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Compiled by Messenger Staff
Thursday, March 24
Ex president on planned protest rallies

In his interview to Asaval-Dasavali, Georgia’s former President Eduard Shevardnadze states that it will be impossible for the whole of Georgia to get involved in planned protest rallies. Last week, former chair of the parliament and now opposition leader Nino Burjanadze said that by the end of April a mass protest rally will begin which will change Saakashvili’s government.

As Shevardnadze explains, this will not be possible as Saakashvili has huge levers including police, parliament, and the army. Shevardnadze also says that people are afraid of such rallies and many of them may do not appear because of personal safety concerns.

The former President commented that no revolutions have ever brought any kind of success in the world and Burjanadze’s planned revolution will have the same effect.

Shevardnadze also says that Saakashvili could be an even better president than others, possibly meaning Burjanadze and others. He said the revolution will not be as easy as it was in 2003.

Ukraine Ex-President summoned to Prosecutor’s Office

According to Russian news agencies, former Ukrainian President Leonid Kuchma described on Wednesday as a “terrible provocation” the accusations that he had ordered the killing of prominent journalist George Gongadze in 2000, 24 Hours reports.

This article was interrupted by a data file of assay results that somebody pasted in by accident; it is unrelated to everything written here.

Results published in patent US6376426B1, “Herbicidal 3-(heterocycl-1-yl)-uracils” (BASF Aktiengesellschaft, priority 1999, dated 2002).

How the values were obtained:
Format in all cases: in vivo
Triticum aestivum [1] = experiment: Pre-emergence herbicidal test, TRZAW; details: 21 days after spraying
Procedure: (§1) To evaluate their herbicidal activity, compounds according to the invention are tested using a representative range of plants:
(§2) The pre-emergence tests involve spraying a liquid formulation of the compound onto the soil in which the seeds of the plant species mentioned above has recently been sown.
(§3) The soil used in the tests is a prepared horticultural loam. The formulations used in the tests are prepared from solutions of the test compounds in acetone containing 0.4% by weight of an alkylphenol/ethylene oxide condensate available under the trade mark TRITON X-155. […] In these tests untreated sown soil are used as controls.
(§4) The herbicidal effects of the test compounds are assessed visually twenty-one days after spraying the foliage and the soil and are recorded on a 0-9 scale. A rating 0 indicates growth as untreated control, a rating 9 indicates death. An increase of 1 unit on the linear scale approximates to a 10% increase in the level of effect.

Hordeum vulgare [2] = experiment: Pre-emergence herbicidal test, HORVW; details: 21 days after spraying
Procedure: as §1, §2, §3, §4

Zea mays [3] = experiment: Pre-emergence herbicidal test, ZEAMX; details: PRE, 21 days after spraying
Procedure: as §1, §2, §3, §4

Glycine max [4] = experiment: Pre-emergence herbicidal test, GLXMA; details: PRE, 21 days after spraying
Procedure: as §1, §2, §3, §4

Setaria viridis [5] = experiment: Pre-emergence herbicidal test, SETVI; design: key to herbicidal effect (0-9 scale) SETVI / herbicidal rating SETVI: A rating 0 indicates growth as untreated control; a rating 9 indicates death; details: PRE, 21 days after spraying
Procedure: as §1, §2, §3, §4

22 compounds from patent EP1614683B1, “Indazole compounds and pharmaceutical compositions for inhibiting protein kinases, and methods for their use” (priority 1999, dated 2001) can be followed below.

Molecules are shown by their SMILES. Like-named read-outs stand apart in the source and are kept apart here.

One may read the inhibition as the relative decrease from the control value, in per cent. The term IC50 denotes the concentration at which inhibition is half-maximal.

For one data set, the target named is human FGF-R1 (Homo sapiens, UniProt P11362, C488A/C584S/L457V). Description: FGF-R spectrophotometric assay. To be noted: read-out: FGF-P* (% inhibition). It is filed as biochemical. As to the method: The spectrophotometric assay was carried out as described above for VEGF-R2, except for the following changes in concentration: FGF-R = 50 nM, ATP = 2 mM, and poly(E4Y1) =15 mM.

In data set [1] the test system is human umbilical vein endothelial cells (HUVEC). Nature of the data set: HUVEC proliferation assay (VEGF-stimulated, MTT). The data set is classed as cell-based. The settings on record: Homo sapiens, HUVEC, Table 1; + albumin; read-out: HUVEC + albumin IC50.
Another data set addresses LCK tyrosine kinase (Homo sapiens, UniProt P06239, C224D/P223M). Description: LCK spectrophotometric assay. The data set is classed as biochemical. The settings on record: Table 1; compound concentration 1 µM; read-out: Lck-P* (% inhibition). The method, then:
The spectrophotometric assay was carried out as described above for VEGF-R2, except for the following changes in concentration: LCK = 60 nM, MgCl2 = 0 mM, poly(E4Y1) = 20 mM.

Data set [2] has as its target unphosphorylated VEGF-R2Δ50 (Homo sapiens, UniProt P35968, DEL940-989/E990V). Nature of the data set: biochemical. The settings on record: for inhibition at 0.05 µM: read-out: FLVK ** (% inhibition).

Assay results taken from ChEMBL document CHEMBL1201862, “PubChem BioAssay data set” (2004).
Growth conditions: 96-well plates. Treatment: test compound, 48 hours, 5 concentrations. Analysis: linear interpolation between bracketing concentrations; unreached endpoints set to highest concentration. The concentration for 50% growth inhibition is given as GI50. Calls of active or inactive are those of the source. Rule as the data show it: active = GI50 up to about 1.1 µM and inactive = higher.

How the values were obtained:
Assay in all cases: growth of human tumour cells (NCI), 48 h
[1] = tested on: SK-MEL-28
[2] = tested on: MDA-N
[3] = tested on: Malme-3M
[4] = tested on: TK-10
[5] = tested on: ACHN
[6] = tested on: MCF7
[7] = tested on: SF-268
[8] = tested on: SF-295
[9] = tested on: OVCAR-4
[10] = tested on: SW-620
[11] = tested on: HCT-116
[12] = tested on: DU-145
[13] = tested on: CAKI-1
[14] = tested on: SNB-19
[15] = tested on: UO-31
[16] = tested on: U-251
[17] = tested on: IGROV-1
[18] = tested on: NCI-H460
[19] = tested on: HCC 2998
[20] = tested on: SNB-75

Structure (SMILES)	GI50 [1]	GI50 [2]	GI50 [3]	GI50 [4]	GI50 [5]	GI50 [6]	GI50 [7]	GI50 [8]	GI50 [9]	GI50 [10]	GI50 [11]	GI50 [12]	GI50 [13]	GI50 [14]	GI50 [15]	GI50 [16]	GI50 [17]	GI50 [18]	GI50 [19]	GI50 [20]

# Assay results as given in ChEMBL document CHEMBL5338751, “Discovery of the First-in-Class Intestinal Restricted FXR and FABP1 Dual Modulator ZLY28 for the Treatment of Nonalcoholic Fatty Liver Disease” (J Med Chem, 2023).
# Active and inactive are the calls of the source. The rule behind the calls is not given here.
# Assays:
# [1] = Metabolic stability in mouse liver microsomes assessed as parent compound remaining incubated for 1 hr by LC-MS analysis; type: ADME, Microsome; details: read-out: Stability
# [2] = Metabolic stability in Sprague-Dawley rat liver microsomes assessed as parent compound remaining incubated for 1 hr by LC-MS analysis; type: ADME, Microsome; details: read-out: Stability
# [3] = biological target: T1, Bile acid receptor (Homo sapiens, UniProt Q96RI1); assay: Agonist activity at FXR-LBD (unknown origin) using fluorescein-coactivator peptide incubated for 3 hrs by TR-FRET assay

Ukrainian prosecutors on Tuesday accused Kuchma, the President of Ukraine in 1994-2005, of giving orders to former Interior Minister Yuri Kravchenko to eliminate Gongadze.

"I am absolutely calm; I already said five years ago that this is a terrible provocation against Ukraine. This remains my position," Kuchma told journalists at the Prosecutor General's Office, where he was summoned for questioning.

Gongadze's decapitated body was found in a forest near Kiev in November 2000. A criminal case against Kuchma was initiated a decade later after a secret tape in which he was heard ordering Kravchenko to "deal with" the journalist was released.

Kuchma, who was ordered not to leave Ukraine, said on Wednesday he had been suffering from "the most vicious psychological stress" for already a decade, "that's why I am morally ready to experience all the torments of hell to prove that I am [not guilty]."

He said he was surprised when he learned from media outlets that a criminal case had been initiated against him. The Ukrainian Prosecutor General's Office previously refused to bring Kuchma to trial, saying there were no grounds to do so.

In June 2008, three former employees of the Interior Ministry's criminal investigations department were found guilty of murdering Gongadze. The officers said they killed the journalist on orders from the former head of the ministry's criminal investigations department, Lt. Gen. Oleksiy Pukach.

Pukach evaded arrest and fled to Israel. He was arrested in summer 2009 in Kiev and is awaiting trial.

In September the state prosecutor accused Kravchenko, who was Interior Minister in 2000, of ordering the murder. Kravchenko reportedly committed suicide in 2005.